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P is for Privacy

In her essay, “Why I Write,” Joan Didion says that writing is an imposition on the privacy of the reader. Specifically, she says, “there’s no getting around the fact that setting words on paper is the tactic of a secret bully, an invasion, an imposition of the writer’s sensibility on the readers most private space.”

I disagree. It is not the privacy of the reader we are violating, but our own. The reader has invited us into his space, at least as well as we know. Perhaps a teacher is holding a grade hostage to our writing or, as fantastic as it might seem, perhaps some gunman is forcing the reader to read our work, but in those cases, it is the teacher or the gunman invading the privacy of the reader, not the writer.

The writer is not a bully, taking over your private space. The writer is the lonely person on an airplane who takes your polite inquiry into their health as a chance to tell you how they were the first runner up for homecoming queen, about how he recently had heart surgery, or about the recent loss of her cat Gallagher. We are walking fonts of oversharing.

It is easy to show how this is true when it comes to memoirs or personal blogging. It is less obvious in most fiction or non-fiction that is not advertised as personal. The reality is not only is all good or great writing built of pieces of the author’s innermost life but all but the most mediocre writing is as well. Although I don’t like the word ‘authentic’ when referring to art as a general rule, one of the things I will label as inauthentic is writing down without drawing on the writer’s soul.

This is not to say soulless writing has no place. When I write an email at work to one of the other teams to report a software error, I’m not being authentic. I’m describing a quick set of facts they need to debug the issue. When a salesman compiles his expense report, he isn’t authentic; he is truthful.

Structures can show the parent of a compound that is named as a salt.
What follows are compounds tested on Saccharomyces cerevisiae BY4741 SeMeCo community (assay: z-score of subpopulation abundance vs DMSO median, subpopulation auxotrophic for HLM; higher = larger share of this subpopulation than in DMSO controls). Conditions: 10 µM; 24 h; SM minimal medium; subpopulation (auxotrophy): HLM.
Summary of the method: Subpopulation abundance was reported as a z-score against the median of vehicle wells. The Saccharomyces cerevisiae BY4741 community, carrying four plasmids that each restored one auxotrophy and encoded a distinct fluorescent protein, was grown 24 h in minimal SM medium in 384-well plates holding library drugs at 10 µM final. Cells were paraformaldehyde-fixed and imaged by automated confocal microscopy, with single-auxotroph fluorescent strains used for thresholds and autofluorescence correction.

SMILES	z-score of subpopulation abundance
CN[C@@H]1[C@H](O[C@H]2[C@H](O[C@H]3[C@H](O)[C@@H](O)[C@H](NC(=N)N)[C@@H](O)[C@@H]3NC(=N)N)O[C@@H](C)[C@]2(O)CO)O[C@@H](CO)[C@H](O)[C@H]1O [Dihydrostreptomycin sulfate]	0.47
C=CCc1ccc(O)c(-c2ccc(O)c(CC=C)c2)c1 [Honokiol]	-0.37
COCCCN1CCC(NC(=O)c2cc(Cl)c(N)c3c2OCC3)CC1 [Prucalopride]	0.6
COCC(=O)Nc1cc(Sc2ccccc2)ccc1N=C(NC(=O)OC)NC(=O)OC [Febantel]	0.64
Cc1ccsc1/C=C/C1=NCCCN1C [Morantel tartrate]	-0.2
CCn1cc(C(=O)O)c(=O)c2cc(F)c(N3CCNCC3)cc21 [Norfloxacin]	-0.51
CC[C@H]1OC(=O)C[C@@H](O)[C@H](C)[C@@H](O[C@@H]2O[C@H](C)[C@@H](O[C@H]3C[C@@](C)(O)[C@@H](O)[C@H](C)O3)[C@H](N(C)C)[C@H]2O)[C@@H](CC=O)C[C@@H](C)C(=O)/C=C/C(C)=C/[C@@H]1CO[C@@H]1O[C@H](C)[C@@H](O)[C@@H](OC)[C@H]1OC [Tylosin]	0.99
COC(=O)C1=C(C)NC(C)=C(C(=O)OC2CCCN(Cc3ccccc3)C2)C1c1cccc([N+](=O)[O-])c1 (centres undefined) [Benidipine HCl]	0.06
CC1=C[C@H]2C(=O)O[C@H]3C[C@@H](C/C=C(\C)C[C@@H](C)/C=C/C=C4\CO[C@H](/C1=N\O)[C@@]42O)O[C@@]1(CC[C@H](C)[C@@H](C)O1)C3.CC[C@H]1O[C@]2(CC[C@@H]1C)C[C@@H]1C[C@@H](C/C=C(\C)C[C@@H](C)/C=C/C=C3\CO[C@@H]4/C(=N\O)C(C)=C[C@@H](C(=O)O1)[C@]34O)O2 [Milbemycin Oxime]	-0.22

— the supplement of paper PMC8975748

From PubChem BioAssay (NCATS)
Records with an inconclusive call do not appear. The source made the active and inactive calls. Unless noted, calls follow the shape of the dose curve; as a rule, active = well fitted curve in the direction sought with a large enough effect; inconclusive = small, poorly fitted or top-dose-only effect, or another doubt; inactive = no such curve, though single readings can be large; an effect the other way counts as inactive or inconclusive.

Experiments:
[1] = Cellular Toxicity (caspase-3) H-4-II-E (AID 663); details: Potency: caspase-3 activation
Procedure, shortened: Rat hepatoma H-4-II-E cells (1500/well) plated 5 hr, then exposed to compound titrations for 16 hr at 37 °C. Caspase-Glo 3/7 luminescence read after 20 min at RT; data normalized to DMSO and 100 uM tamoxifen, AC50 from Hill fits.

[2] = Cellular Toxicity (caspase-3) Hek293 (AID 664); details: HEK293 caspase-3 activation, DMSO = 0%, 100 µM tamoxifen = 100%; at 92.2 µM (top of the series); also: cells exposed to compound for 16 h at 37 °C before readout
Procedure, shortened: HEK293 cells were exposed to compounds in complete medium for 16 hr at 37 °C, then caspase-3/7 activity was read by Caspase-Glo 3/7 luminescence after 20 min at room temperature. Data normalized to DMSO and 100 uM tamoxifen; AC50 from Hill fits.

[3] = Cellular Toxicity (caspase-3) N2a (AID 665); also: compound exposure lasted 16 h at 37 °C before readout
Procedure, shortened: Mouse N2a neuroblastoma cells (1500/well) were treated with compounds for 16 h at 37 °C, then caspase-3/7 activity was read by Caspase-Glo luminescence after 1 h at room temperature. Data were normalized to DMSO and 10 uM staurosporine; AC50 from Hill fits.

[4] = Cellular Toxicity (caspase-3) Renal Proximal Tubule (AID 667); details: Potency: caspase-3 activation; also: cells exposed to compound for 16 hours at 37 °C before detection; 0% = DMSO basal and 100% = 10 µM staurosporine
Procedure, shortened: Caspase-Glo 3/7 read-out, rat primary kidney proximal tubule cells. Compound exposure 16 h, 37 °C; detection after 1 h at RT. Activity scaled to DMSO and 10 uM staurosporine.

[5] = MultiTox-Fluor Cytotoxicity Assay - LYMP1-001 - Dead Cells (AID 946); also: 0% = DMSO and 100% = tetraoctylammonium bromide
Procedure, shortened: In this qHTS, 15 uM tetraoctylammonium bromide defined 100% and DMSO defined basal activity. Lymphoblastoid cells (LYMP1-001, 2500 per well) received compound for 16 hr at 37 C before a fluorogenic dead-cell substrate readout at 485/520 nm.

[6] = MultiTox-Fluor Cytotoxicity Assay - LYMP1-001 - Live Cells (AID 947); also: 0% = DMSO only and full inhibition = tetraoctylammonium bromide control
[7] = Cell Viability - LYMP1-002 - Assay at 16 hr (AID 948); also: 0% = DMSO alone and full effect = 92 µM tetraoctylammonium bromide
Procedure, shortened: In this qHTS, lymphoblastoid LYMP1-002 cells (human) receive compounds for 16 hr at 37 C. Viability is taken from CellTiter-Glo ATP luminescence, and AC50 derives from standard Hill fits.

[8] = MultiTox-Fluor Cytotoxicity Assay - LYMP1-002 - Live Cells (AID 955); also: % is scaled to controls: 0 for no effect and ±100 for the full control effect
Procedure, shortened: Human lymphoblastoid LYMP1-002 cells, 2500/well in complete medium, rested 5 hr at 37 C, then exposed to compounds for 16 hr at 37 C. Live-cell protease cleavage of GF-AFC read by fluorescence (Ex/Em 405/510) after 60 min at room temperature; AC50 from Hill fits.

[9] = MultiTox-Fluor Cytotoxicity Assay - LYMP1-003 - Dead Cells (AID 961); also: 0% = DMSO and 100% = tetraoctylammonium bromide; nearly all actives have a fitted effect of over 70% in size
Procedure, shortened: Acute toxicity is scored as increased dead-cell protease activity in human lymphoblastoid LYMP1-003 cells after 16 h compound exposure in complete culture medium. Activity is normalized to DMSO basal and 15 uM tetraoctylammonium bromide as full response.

That does not mean writing for computers or sales must not be authentic. The best computer writing is very much a product of the creator’s soul. Read through any issue of the International Journal of Proof-of-Concept or Get The Fuck Out (PoC||GTFO), and the passion drips from the page when it isn’t just punching you in the face. Dan Kaminsky’s “Four Lines of Javascript that Can’t Possibly Work So why do they?” from the second issue is an in-your-face challenge. Those lines of code should not produce a string of random numbers, but they do. I have a working version, so prove me wrong. An issue later, an equally passionate by joernchen of Phernoclit demonstrates a failure in some environments. Equally, anyone who says salesmen will not write without passion has not been on the receiving end of a car pitch.

How can the car salesman be authentic given they have a reputation for playing fast and loose with the truth?

Let me ask you, are you always honest with yourself?

A writer is invading his own privacy to create something worth reading. The worst lies are the ones we tell ourselves in private. If we are dredging those private spaces we are going to dig up our own lies. That’s one of the reasons to write. Didion says she writers to know what she thinks. I believe her. It is one of the reasons I write.

But I also write to be honest with myself, to find the lies I tell myself and expose them to the light of day.

It isn’t your privacy I violate doing that, it is mine.

Unless, of course, I’m finding the lies you’re telling yourself as well.

But even then, that’s not an invasion of privacy. It is kinship.


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